Songs I to N
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Jerry the One-Legged Rigger
Old sailors spoke of "Jerry the one-legged rigger, who could be seen working aloft on the top-gallant yard, the empty leg of his trousers flapping in the wind" - we thought he deserved a song. The Hafod is the part of Swansea near the river, where the copper smelters were sited. Swansea was late in getting a floating dock - ships tied up at the riverbank (The Strand) and at low tide sat on the mud. This prevented the big, fast clippers from using Swansea - the typical Swansea barque was a small, flat-bottomed vessel of about 500 tons, with a crew of 10 to 12 - and in these little ships they went round Cape Horn in their hundreds
The reflections, hopes and fears of an emigrant sailing away from Ireland to escape the 'Great Hunger' (1845-1852). The last many saw of Ireland would have been Mizzen Head and the nearby Fastnet Rock with its lighthouse, near which this song was written. Actually, almost as many emigrants came east to South Wales, especially Swansea, as went west to America, but that is seldom remembered.
Johnny Come Over The Hill
From a story told by Mr Walter Ace of Gower, born 1907. As a child, he would watch from the school yard as the 'three musketeers' carried out their weekly ritual, falling over in the river outside the pub as they tried to fill their water barrels through a beery haze. The horses knew the way home and would set off up the hill in order - the first horse turned into the first cottage, then the next, and finally the last one at the furthest home.
Written on the bridge of a sail-training ship going up the Bristol Channel, sailing through the night to avoid a storm. This would be the "Last Watch" of our voyage, and we were looking forward to a night in a proper bed. Andrew had already discovered that he's getting too old for working aloft, but he's really good at sailing an armchair.
Laying Up Silver
One of the main sources of copper ore for Swansea's smelters was Cuba. Fortunes could be made there, in mining or sugar production, but yellow fever (yellow-jack) took so many lives that Le Cobre, the main copper producing area of Cuba, became known as the "Swansea Graveyard". See also the song "Cobre Days". "Laying up Silver" isn't based on any specific happening, but this sort of story must have been all too common in the days of sail.
Let Me Breathe
In 1917 Charles Mew, a tramway maintenance man from Swansea, was near Ypres in Flanders, serving as Lance Corporal with the Royal Welsh Fusiliers. His unit was waiting behind the lines to go forward and relieve another unit from the fighting trenches when the incident recounted here happened. After the war, Charles attended several regimental get-togethers, but never encountered anyone he had served with. Apparently no-one else survived.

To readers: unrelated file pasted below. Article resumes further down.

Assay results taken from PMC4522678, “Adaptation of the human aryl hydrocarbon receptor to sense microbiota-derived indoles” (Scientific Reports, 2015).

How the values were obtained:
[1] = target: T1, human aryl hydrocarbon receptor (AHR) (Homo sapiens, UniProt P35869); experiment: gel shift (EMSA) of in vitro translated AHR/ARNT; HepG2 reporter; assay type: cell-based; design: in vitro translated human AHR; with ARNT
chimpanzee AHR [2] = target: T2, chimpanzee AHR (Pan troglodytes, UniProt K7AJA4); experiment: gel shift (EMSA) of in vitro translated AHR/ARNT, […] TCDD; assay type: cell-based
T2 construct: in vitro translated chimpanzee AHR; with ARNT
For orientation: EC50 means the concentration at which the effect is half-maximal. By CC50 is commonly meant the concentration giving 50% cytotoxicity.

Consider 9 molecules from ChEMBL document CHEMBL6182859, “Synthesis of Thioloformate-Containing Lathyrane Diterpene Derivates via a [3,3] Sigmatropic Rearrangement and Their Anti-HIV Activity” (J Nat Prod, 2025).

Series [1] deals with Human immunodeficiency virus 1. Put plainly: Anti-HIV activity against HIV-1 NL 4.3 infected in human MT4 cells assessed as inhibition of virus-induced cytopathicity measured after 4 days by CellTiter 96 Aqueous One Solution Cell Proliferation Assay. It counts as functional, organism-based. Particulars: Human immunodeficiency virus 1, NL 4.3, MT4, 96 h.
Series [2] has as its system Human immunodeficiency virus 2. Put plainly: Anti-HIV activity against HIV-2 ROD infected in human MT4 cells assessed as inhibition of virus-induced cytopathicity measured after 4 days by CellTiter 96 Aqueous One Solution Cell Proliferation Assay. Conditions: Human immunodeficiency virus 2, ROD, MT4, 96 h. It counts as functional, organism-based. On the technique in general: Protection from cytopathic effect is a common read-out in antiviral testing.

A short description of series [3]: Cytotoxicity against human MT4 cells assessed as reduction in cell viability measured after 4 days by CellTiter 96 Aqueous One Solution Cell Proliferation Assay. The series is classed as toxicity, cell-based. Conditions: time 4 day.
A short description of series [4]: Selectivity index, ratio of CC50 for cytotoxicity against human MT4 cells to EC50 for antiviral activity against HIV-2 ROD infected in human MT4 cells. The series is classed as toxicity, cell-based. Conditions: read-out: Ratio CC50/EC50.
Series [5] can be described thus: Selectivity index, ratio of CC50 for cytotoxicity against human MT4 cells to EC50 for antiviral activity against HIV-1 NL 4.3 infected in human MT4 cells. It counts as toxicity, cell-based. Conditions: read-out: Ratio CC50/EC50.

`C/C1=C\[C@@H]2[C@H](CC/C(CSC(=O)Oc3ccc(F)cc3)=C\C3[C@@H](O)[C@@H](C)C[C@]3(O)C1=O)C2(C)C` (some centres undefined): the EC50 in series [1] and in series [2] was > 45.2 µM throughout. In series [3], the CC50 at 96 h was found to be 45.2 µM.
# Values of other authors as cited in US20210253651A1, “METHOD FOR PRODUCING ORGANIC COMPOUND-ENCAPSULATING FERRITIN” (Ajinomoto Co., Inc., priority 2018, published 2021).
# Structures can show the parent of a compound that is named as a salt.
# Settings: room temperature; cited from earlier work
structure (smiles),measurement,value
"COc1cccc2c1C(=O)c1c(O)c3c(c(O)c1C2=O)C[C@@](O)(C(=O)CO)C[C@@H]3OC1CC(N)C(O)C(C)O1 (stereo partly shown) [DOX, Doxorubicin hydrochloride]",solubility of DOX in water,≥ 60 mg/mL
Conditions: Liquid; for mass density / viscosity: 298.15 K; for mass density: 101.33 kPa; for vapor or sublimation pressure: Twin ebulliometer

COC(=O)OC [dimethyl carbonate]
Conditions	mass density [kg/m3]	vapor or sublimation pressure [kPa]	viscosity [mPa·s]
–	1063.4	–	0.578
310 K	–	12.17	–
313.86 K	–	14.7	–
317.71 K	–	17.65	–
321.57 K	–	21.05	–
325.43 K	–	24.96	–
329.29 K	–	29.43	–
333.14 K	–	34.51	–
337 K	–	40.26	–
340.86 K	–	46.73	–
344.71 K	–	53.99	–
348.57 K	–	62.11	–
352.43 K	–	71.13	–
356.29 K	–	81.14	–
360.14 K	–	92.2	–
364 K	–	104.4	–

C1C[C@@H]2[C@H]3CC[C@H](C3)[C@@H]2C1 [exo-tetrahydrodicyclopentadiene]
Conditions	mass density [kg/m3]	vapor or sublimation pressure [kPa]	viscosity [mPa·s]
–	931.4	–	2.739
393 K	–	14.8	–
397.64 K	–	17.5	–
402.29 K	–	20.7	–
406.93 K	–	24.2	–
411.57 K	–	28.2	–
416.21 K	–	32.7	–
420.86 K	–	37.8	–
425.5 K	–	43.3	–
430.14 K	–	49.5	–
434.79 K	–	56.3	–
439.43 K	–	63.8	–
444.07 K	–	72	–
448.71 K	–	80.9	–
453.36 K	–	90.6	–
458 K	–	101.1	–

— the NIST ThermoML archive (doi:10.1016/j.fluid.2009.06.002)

I like to think that this is a true story (it certainly SHOULD be). If not, it is at least a genuine legend from Mumbles, the fishing village at the western end of Swansea Bay, also known as Oystermouth. The story originated before the building of the pier with its lifeboat station did away with the need for launches from a horse-drawn wagon. The old lifeboat station with its slipway is still preserved, between Knab Rock and the pier.
The south coast of Gower is made of limestone cliffs which in Victorian times provided a welcome second income to many local families. The stone was burned in kilns to make fertiliser, used as chippings for surfacing roads and made into mortar and limewash for walls. Devon, across the Bristol Channel, is mainly sandstone, and a lucrative trade sprang up in Gower limestone. The boats used were known technically as 'Hermaphrodite Brigs', which became 'Muffies' in the local dialect.
Made Of Wood
Copper ore can be a dangerous cargo. If it shifts in the hold it can unbalance and capsize the ship. Swansea ingenuity came up with the 'trunk', a wooden structure built into the hold to stabilize the cargo. This is dismantled for the outward voyage with coal, because a cargo of coal takes up more room. 'Valipo' is the Swansea sailors' nickname for Valparaiso in Chile, where much of the copper ore was obtained. It had limited dock facilities, and cargoes had to be ferried between ship and shore in small boats called 'lighters'.
The importance of aggressive advertising, product quality and customer satisfaction! This is Portsmouth, New Hampshire, across the Piscataqua River from the US Naval base. Mary Baker ran her establishment in Water Street from 1897 to 1912, when the red-light district was cleaned up and renamed Marcy Street.
Sarah Jane Rees from South-West Wales was the first British woman to get a Board of Trade licence in her own right as an officer in the merchant navy. Born in 1839, she got her ticket in the 1860s, when women were expected to do no such thing. After leaving the sea, she set up a school for ambitious sailors, teaching them the navigational skills they'd need to qualify for their own officer tickets. She was prominent in other areas too, some of which must have seemed incongruous to the sailors she trained. She was a nonconformist lay preacher and a leading figure in the South Wales temperance movement. She won a chair for bardic poetry at the National Eisteddfodd, and edited and produced a Welsh language periodical for women that ran successfully for over 13 years. She died in 1916.